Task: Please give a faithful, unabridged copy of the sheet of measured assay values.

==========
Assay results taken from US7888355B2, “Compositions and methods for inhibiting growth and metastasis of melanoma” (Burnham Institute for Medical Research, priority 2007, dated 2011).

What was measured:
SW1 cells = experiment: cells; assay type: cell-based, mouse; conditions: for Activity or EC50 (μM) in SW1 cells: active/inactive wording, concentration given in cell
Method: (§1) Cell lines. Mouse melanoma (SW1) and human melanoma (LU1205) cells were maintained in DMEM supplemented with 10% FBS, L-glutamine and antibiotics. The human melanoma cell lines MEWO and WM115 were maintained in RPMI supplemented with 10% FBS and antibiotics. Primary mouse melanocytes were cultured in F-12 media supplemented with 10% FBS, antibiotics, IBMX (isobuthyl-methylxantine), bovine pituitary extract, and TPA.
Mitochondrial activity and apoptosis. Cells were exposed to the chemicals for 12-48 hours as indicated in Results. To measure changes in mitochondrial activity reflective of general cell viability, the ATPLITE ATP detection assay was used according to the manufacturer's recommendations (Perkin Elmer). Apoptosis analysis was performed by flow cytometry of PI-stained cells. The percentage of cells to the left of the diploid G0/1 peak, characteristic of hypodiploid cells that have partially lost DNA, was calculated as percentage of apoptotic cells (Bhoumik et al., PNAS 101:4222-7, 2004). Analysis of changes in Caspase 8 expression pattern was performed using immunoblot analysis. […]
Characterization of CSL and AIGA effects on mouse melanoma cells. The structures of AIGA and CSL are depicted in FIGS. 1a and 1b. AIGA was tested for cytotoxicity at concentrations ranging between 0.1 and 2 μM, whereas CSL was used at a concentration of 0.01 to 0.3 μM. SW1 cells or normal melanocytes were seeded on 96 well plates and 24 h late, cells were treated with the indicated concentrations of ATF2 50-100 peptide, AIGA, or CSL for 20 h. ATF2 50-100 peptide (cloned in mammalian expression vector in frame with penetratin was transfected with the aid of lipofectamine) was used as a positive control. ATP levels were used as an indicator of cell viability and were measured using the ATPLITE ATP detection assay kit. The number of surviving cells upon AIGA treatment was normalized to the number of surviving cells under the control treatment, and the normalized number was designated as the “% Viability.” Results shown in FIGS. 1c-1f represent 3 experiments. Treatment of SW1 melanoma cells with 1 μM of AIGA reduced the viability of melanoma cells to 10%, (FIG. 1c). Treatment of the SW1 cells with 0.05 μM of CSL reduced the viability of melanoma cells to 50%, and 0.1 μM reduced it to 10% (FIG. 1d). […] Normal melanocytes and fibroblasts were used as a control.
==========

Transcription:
Assay results taken from US7888355B2, “Compositions and methods for inhibiting growth and metastasis of melanoma” (Burnham Institute for Medical Research, priority 2007, dated 2011).

What was measured:
SW1 cells = experiment: cells; assay type: cell-based, mouse; conditions: for Activity or EC50 (μM) in SW1 cells: active/inactive wording, concentration given in cell
Method: (§1) Cell lines. Mouse melanoma (SW1) and human melanoma (LU1205) cells were maintained in DMEM supplemented with 10% FBS, L-glutamine and antibiotics. The human melanoma cell lines MEWO and WM115 were maintained in RPMI supplemented with 10% FBS and antibiotics. Primary mouse melanocytes were cultured in F-12 media supplemented with 10% FBS, antibiotics, IBMX (isobuthyl-methylxantine), bovine pituitary extract, and TPA.
Mitochondrial activity and apoptosis. Cells were exposed to the chemicals for 12-48 hours as indicated in Results. To measure changes in mitochondrial activity reflective of general cell viability, the ATPLITE ATP detection assay was used according to the manufacturer's recommendations (Perkin Elmer). Apoptosis analysis was performed by flow cytometry of PI-stained cells. The percentage of cells to the left of the diploid G0/1 peak, characteristic of hypodiploid cells that have partially lost DNA, was calculated as percentage of apoptotic cells (Bhoumik et al., PNAS 101:4222-7, 2004). Analysis of changes in Caspase 8 expression pattern was performed using immunoblot analysis. […]
Characterization of CSL and AIGA effects on mouse melanoma cells. The structures of AIGA and CSL are depicted in FIGS. 1a and 1b. AIGA was tested for cytotoxicity at concentrations ranging between 0.1 and 2 μM, whereas CSL was used at a concentration of 0.01 to 0.3 μM. SW1 cells or normal melanocytes were seeded on 96 well plates and 24 h late, cells were treated with the indicated concentrations of ATF2 50-100 peptide, AIGA, or CSL for 20 h. ATF2 50-100 peptide (cloned in mammalian expression vector in frame with penetratin was transfected with the aid of lipofectamine) was used as a positive control. ATP levels were used as an indicator of cell viability and were measured using the ATPLITE ATP detection assay kit. The number of surviving cells upon AIGA treatment was normalized to the number of surviving cells under the control treatment, and the normalized number was designated as the “% Viability.” Results shown in FIGS. 1c-1f represent 3 experiments. Treatment of SW1 melanoma cells with 1 μM of AIGA reduced the viability of melanoma cells to 10%, (FIG. 1c). Treatment of the SW1 cells with 0.05 μM of CSL reduced the viability of melanoma cells to 50%, and 0.1 μM reduced it to 10% (FIG. 1d). […] Normal melanocytes and fibroblasts were used as a control.